An Overview of Industrial Electronics

Electrical devices are everywhere in everyday life, and they are widely used in businesses too, from payment systems to smart advertising. However, people often overlook frequent utilization of advanced electronics in manufacturing.

This article explores the development of hardware for industrial use, explaining the differences between consumer and industrial electronics design, and detailing the requirements for industrial-grade hardware.

Understanding industrial electronics

Industrial electronics encompasses devices and systems used in manufacturing processes. These include a wide array of machines and system components essential for production, such as power electronics, converters, electrical machinery, and motor drives (learn more about BLDC motor development). Key devices include control systems, sensors, measurement systems, communication tools, and industrial automation solutions.

While the design principles for industrial and consumer electronics are fundamentally similar, crucial differences exist.

Consumer vs. industrial hardware development

In consumer electronics design, cost-effectiveness and rapid production are primary concerns. In contrast, reliability is paramount in industrial hardware design. Here are the main features of industrial electronics development:

  1. Reliability: Consumer devices, though durable, often require reboots or servicing. In contrast, failure in industrial equipment can halt entire production lines, leading to significant financial losses. Thus, industrial devices must operate for extended periods without repairs, necessitating superior materials and components, which also increases development costs.
  2. EMI and overvoltage protection: Industrial hardware must endure high levels of electromagnetic noise and require robust EMI and overvoltage protection. This need for enhanced protection adds to the complexity and cost of the boards.
  3. Environmental hazards: Industrial equipment often operates in harsh conditions—vibration, extreme temperatures, humidity, dust, chemicals, etc. Boards are made thicker, use specialized geometries, and include features like vibration dampers, coolers, and heaters. Fluid-tight housings (IP67+) protect against moisture, while heavy components may be secured with screws to handle vibration.
  4. Thermal management: Industrial components must be heat-resistant to ensure longevity. Industrial-grade parts are used, and elaborate cooling systems may be implemented if these components are insufficient. This combination often proves more cost-effective than using solely industrial-grade parts.
  5. Sensors and controllers: Industrial sensors and outputs must be more reliable than consumer-grade alternatives to prevent malfunctions. These sensors also need environmental protection and are often separated from the PCB, connected wirelessly or by wires to the controller.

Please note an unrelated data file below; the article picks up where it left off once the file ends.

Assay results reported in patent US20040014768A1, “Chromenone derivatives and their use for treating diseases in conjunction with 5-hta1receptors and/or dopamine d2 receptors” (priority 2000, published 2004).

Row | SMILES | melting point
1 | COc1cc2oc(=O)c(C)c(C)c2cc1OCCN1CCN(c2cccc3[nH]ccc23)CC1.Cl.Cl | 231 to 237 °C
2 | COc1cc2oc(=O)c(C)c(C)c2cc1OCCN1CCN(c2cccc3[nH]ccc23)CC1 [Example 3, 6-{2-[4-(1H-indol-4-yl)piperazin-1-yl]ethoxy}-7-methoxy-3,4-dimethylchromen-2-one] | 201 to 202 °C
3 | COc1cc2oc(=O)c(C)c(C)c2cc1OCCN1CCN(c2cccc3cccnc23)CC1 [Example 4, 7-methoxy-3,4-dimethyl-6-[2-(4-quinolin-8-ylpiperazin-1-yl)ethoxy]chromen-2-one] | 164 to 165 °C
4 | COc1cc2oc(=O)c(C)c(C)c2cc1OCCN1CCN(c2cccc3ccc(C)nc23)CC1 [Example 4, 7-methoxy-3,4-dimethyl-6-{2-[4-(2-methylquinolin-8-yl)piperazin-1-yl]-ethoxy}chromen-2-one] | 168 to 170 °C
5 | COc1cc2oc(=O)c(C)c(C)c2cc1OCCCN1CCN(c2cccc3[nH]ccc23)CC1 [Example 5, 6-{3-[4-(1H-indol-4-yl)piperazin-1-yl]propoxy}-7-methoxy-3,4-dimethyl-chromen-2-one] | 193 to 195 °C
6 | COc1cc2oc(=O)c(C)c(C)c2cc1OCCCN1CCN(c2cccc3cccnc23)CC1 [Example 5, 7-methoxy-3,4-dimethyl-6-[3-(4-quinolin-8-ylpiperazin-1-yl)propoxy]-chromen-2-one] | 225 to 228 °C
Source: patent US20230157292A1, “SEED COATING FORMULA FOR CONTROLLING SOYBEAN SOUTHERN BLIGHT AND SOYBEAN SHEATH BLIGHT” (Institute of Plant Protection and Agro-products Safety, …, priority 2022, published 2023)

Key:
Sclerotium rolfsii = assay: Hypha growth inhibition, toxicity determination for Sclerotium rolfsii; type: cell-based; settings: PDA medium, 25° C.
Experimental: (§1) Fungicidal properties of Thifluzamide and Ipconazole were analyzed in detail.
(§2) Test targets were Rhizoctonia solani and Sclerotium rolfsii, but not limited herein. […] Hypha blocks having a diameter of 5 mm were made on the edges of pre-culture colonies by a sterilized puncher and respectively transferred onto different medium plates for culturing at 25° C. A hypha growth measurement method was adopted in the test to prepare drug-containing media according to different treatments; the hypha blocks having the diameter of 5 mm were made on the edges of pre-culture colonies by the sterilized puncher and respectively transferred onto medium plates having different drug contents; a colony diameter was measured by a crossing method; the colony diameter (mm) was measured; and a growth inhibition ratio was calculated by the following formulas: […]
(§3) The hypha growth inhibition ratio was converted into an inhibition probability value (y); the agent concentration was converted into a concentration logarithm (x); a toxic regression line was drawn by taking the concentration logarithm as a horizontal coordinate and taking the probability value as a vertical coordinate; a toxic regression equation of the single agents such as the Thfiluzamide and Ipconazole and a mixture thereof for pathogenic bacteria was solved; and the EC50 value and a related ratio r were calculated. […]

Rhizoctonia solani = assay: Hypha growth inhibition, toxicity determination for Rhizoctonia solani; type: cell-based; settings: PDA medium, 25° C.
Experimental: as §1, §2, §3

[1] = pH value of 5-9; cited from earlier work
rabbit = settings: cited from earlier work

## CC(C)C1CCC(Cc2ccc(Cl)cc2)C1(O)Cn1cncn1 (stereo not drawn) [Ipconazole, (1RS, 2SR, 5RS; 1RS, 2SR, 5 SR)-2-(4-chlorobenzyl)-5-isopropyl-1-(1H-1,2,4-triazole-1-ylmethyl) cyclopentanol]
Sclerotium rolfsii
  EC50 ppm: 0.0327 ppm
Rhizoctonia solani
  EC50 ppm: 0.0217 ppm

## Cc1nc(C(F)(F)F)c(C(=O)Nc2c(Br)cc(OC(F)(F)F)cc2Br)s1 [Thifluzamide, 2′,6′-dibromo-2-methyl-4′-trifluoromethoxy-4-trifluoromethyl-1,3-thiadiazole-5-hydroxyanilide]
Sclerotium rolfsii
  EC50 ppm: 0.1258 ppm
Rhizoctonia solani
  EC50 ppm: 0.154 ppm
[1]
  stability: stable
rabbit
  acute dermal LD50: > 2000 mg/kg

Common industrial electronics solutions

Industrial electronics solutions in manufacturing are aimed to optimize processes, save energy and materials, and provide predictive maintenance. Key technologies include:

  • Robotics and AI: Used in automation, quality control, and predictive maintenance.
  • IoT: Facilitates remote monitoring and management of assets and equipment.
  • Augmented and Virtual Reality: Enhances training experiences.
  • Cloud computing: Manages large data sets from sensors and equipment.
  • Power electronics: Improves energy efficiency.

Information required for industrial hardware development

For effective custom hardware development, detailed information should be provided about the device or system:

  1. Functional requirements: Define the device’s tasks and necessary features, including size and weight.
  2. Operating conditions: Specify the environmental conditions, such as temperature, humidity, and vibration levels.
  3. Industry-specific requirements: Inform about specific standards and regulations relevant to your industry.
  4. Testing and certification requirements: Understand necessary certifications and tests to ensure compliance and quality.

Certification and testing

Industrial hardware must meet various certification standards, such as:

  • FCC: US certification for RF-emitting devices.
  • CE Marking: EU certification for compliance with Directives.
  • EU RoHS 2: EU regulation on hazardous substances.
  • ASTA: Recognized mainly in Asia and the Middle East.
  • UL: Safety certifications for a wide range of products.
  • IECEx: Certification scheme.
  • NFPA 70: US standard for electrical installations.
  • ETL mark: North American safety compliance.


The integration of robots in manufacturing, artificial intelligence (AI), industrial Internet of Things (IoT) hardware, and other advanced technologies helps enterprises achieve various manufacturing process development goals. These technologies enable manufacturers to monitor diverse assets, resources, and equipment, thereby facilitating informed decision-making.

By implementing industrial automation solutions, businesses can significantly reduce or even eliminate the human factor in manufacturing, assembly, and quality control processes. This capability is why there is a high demand for industrial electronics and IT solutions in the manufacturing industry.

When developing industrial hardware, designers must adhere to strict requirements specific to such equipment. These include ensuring higher reliability, robust protection against environmental hazards, and more efficient heat dissipation. These considerations are crucial to maintaining the performance and longevity of industrial devices in demanding conditions.

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